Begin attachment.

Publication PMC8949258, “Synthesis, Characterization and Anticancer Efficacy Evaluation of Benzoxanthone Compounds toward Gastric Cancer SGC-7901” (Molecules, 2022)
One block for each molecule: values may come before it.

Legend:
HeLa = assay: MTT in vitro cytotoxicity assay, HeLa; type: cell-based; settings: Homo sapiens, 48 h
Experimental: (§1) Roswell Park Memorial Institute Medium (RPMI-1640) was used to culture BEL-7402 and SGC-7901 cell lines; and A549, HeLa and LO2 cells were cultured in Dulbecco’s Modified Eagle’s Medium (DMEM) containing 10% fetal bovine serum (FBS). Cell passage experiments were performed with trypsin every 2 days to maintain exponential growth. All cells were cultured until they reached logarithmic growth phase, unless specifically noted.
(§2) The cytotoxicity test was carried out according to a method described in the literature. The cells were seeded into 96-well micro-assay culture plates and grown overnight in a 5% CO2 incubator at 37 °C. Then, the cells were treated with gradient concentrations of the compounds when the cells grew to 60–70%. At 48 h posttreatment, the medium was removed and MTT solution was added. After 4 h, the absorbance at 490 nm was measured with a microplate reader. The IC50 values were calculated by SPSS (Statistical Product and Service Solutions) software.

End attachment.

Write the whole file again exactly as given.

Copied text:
Publication PMC8949258, “Synthesis, Characterization and Anticancer Efficacy Evaluation of Benzoxanthone Compounds toward Gastric Cancer SGC-7901” (Molecules, 2022)
One block for each molecule: values may come before it.

Legend:
HeLa = assay: MTT in vitro cytotoxicity assay, HeLa; type: cell-based; settings: Homo sapiens, 48 h
Experimental: (§1) Roswell Park Memorial Institute Medium (RPMI-1640) was used to culture BEL-7402 and SGC-7901 cell lines; and A549, HeLa and LO2 cells were cultured in Dulbecco’s Modified Eagle’s Medium (DMEM) containing 10% fetal bovine serum (FBS). Cell passage experiments were performed with trypsin every 2 days to maintain exponential growth. All cells were cultured until they reached logarithmic growth phase, unless specifically noted.
(§2) The cytotoxicity test was carried out according to a method described in the literature. The cells were seeded into 96-well micro-assay culture plates and grown overnight in a 5% CO2 incubator at 37 °C. Then, the cells were treated with gradient concentrations of the compounds when the cells grew to 60–70%. At 48 h posttreatment, the medium was removed and MTT solution was added. After 4 h, the absorbance at 490 nm was measured with a microplate reader. The IC50 values were calculated by SPSS (Statistical Product and Service Solutions) software.